Like the traditional non-recourse financing, the model contract provides no security the funder will receive anything if the litigation proves unsuccessful. However, the contract creates security interest(s) in favor of the funder, for after the proceeds exist.
First, the funder is given a security interest in the Proceeds Account, which is set up to hold the proceeds of the litigation, and any after acquired property (the proceeds themselves.) While plaintiff is at risk of an obvious securities fraud claim if the plaintiff receives the proceeds and does not pay out as required by the Litigation Proceed Rights, the security interest is included as a belt-and-suspenders function.
Second, if the funded claim can be considered a “commercial tort” as defined by Article 9 of the U.C.C., then the parties can also create a security interest in the claim and its proceeds. This kind of security interest–which must be perfected by Funder by its filing a financing instrument–should help the Funder if the plaintiff is in bankruptcy when the proceeds are received.
For a claim that is not a U.C.C. “commercial tort,” the security interest challenge is finding a mechanism to put the funder in the tier of secured creditors if the plaintiff is in bankruptcy when the proceeds come in. Frankly, we are not sure how to do this. Edward Reilly of Themis Capital floated the idea that the securities be issued by a bankruptcy-remote special purpose vehicle rather than by the plaintiff directly. The challenge in that scenario, however, is champerty.
Either the claim itself, or the right to receive all the proceeds of the claim, would have to be sold to the SPV. (Surely selling the right to receive all the proceeds to an SPV is the equivalent of selling the claim itself, so either mechanism is a transfer of the claim to the SPV.) As a result, it is not clear that this transaction could be done under the law of New York, which we chose for the model contract. However in jurisdictions with no bar against champerty and with commercial laws that otherwise make such SPVs attractive, such an approach could work. Outside of champerty constraints, the idea of having a bankruptcy remote SPV issue the securities invokes the vast range of possibilities touched on by Michael Kaufman in his guest post.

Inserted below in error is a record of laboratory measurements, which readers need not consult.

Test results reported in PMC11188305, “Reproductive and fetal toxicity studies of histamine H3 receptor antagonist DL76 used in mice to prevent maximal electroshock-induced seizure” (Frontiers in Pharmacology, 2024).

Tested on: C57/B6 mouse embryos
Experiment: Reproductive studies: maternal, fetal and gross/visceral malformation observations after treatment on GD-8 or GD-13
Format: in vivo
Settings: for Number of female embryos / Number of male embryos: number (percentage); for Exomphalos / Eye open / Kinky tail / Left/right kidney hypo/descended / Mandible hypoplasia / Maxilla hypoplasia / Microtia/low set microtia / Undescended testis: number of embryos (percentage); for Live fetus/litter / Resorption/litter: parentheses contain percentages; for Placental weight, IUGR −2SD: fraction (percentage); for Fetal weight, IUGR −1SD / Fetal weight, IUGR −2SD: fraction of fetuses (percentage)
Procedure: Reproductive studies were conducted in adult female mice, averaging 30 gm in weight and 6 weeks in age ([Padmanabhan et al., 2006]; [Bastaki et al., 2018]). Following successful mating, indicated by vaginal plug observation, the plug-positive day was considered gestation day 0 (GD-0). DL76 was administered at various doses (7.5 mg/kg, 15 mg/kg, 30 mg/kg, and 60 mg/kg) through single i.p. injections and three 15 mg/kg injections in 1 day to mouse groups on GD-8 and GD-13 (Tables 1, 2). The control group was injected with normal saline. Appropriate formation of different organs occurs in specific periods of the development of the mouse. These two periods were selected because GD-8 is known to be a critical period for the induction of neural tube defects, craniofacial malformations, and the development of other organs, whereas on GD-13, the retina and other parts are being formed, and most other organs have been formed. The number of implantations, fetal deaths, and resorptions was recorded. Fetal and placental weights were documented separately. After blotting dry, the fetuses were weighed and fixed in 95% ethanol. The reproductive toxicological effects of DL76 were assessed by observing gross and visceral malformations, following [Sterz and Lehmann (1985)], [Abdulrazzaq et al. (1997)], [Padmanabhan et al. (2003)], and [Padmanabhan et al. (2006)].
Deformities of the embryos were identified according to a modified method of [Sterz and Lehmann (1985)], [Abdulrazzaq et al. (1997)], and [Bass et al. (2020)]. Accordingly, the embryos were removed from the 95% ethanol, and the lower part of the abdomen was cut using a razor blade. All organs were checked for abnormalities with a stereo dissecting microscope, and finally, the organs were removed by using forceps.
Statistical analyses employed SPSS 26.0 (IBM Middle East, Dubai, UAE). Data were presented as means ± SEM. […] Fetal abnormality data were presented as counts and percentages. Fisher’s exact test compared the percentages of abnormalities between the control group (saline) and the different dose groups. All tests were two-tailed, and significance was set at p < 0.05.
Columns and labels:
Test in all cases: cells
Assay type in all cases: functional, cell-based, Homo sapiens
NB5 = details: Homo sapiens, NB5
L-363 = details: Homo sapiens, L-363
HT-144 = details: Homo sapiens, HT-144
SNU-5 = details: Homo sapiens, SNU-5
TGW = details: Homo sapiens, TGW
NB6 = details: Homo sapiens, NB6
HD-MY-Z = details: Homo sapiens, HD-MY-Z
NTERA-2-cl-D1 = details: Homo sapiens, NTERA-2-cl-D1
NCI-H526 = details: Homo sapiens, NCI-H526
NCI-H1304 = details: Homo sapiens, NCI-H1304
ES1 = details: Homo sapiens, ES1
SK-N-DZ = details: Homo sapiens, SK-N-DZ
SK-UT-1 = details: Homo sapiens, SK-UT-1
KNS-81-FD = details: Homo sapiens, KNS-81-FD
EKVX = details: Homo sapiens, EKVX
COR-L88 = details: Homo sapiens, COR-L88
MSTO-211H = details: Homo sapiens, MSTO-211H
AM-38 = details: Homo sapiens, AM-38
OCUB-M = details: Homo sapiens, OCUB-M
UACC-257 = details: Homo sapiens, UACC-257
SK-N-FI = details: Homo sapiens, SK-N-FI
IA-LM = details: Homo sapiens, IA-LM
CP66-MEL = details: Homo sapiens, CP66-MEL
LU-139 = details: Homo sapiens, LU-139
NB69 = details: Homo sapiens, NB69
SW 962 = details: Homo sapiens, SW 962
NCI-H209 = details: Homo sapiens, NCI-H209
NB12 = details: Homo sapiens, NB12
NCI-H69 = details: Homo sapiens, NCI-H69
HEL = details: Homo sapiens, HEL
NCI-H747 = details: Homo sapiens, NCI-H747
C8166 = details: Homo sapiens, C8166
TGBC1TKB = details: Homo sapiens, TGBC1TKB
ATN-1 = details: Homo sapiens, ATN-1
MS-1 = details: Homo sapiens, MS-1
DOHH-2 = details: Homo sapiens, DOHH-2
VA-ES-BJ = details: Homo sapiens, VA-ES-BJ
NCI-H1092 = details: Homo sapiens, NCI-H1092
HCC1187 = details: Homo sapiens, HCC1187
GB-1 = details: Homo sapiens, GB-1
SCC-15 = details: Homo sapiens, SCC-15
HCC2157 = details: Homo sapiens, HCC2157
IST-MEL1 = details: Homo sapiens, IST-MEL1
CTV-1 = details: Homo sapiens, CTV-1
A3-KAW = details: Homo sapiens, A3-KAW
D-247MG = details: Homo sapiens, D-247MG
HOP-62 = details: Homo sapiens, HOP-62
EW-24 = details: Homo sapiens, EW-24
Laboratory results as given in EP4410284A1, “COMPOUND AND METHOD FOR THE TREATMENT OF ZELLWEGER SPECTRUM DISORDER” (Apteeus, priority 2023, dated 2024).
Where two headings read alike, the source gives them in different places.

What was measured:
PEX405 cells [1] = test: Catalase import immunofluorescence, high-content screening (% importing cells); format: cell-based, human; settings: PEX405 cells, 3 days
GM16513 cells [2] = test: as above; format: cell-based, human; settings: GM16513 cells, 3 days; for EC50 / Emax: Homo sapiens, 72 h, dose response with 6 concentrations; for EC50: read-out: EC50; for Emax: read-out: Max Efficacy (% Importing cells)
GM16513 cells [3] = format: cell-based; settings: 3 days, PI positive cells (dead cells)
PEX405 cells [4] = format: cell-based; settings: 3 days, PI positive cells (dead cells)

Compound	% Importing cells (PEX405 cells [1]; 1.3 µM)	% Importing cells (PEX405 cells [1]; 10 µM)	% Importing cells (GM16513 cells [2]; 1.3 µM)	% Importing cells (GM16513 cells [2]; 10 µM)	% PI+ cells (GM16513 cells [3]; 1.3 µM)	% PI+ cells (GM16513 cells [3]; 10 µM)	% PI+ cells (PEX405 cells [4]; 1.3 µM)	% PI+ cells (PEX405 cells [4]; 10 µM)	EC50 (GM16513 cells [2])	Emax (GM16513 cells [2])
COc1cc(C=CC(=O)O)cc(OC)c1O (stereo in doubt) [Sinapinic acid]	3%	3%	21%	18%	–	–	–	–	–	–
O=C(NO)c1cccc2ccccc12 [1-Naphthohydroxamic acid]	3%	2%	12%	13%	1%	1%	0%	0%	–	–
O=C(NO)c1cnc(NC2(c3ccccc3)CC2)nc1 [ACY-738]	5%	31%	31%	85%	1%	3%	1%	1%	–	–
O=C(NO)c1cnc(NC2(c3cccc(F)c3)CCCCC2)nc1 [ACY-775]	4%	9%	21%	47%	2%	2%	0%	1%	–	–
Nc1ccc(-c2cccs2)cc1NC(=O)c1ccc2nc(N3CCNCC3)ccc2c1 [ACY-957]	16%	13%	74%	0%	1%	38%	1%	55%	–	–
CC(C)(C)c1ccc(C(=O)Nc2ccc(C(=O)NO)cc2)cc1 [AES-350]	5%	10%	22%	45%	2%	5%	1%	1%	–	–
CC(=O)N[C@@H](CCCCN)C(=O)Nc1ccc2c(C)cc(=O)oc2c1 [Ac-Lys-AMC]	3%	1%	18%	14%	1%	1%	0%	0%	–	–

Here is the language for the security interests:
8.1 The Proceeds Account: Plaintiff hereby irrevocably instructs, and, if further instructions are needed, will instruct, Litigation Counsel to receive any Proceeds Plaintiff becomes entitled to on behalf of the Plaintiff, and to immediately deposit all such Proceeds in the Proceeds Account. The Proceeds Account is governed by the Control Agreement among the Plaintiff, Funder, and [the financial institution the deposit account is located] dated as of [same date or earlier as this Agreement.] As provided in the Control Agreement, Plaintiff may not access the funds in the Proceeds Account until after Funder is paid the value of its Litigation Proceed Rights, whether from the Proceeds Account or from any other source owned or controlled by Plaintiff. The only action the Plaintiff may take with regards to the Proceeds Account prior to the Funder’s receipt of the value of its Litigation Proceed Rights from the Plaintiff is to direct [financial institution party to the Control Agreement] to pay the Funder the value of its Litigation Proceed Rights from the Proceeds Account. As specified in the Control Agreement, the Control Agreement shall terminate upon the Funder’s receipt of the value of its Litigation Proceed Rights.
8.2 Security Interest in the Proceeds Account: To secure its obligation to the Funder represented by the Litigation Proceed Rights owned by Funder, Plaintiff hereby grants Funder a security interest in the Proceeds Account and any and all property therein, whether such property is in the account now or is after-acquired. Such security interest shall terminate at the earlier of Plaintiff paying the Funder the full value of the Funder’s Litigation Proceed Rights or the Conclusion of the Claim, if, at the Conclusion of the Claim, Plaintiff is not entitled to receive any Proceeds from any Defendant.
[8.3 Security Interest in the Claim and its Proceeds: The parties agree that the Claim is a “commercial tort” as defined in Article 9 of the New York U.C.C. at Section 9-102(a)(13). To secure its obligation to Funder represented by the Litigation Proceed Rights owned by Funder, Plaintiff hereby grants Funder a security interest in the Claim and any Proceeds received by Plaintiff from any defendant in the Claim. This security interest shall terminate at the earlier of Plaintiff paying the Funder the full value of the Funder’s Litigation Proceed Rights or the Conclusion of the Claim, if, at the Conclusion of the Claim, Plaintiff is not entitled to receive any Proceeds from any Defendant.]
Again this provision is only relevant if the claim is a commercial tort which many funded claims are not.
8.4 No Other Security Interests: The Plaintiff shall not grant a security interest in the Proceeds Account [or the Claim] to anyone other than Funder without the Funder’s prior written consent.